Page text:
TestNG Annotations with Example

What is Annotation?


Annotation is a feature in Java that is used to add metadata to Java source. It was introduced in Java 1.5 version. It can be applied to classes, methods, variables, and parameters.

Examples of certain predefined annotations in Java are @Override, @Deprecated, @SupressWranings, and so on. But Java also allows for user-defined annotations.

Therefore, TestNG uses this feature provided by Java to define its own annotations and develop an execution framework by using it.

Before going to learn TestNG annotations, let’s see first some important terminology related to it.

  • Suite: A suite is made of one or more tests.
  • Test: A test is made of one or more classes.
  • Class: A class is made of one or more methods.

These terminologies are very important because they are connected to the annotations. So keep them in mind.

What is TestNG Annotation?


Annotation in TestNG is the set of code that controls how method below them has to be executed. i.e. the order of the execution of method below them will be decided by an annotation that you give.

TestNG supports a powerful set of different annotations that run your tests in an organized and predictable manner.

An annotation is always preceded by a @ symbol which allows performing some java logic before and after a certain point.

TestNG life cycle defines the way and order in which the annotated method is executed in order. It will also help you to understand how to write a better, faster, and more maintainable unit test.

The TestNG life cycle is shown in the below figure.

TestNG annotations life cycle

In TestNG, a test suite is made up of one or more tests that contain a number of test classes. A test class is made up of one or more test methods.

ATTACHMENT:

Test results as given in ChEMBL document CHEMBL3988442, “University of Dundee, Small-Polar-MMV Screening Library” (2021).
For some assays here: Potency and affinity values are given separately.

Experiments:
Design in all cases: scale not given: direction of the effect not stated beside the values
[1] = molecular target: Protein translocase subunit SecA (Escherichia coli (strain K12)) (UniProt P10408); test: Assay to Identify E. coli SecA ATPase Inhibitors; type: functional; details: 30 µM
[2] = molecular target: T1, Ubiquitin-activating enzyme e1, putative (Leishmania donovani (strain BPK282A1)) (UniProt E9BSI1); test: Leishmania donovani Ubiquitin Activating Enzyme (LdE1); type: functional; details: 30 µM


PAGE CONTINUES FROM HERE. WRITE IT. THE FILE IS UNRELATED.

Hierarchy of TestNG Annotations Order


The order of execution of an annotated method with TestNG annotations is shown in the below figure. The method annotated with @BeforeSuite will be executed first whereas method annotated with @AfterSuite will be executed at last.


Look at the hierarchy diagram of TestNG annotations in the below figure to understand better.

TestNG annotations hierarchy

Before and After TestNG Annotations with Example


Basically, Before and After annotations are mainly used to execute a set of code before and after the execution of test methods.

These annotations can be used to set up a configuration before starting of test execution and then to close after the test execution ends.

TestNG provides the following different kinds of Before and After annotations as shown in the above figure. Both TestNG annotations can be used based on test requirements.

Let’s understand a brief explanation that will give you a basic idea of various functionalities offered by TestNG.

1. @BeforeSuite: This annotated method will be run before running all the tests in the entire suite. A method annotated with @BeforeSuite will be executed only once. Therefore, @BeforeSuite can be used to set up and start Selenium WebDriver.

2. @AfterSuite: This annotated method will be run after running all the tests in this suite. A method annotated with @AfterSuite will be executed only once. Therefore, it can be used to stop the selenium driver.

Let’s take a simple example program based on @BeforeSuite and @AfterSuite.

Program source code 1:

package testngtests; 
import org.openqa.selenium.WebDriver;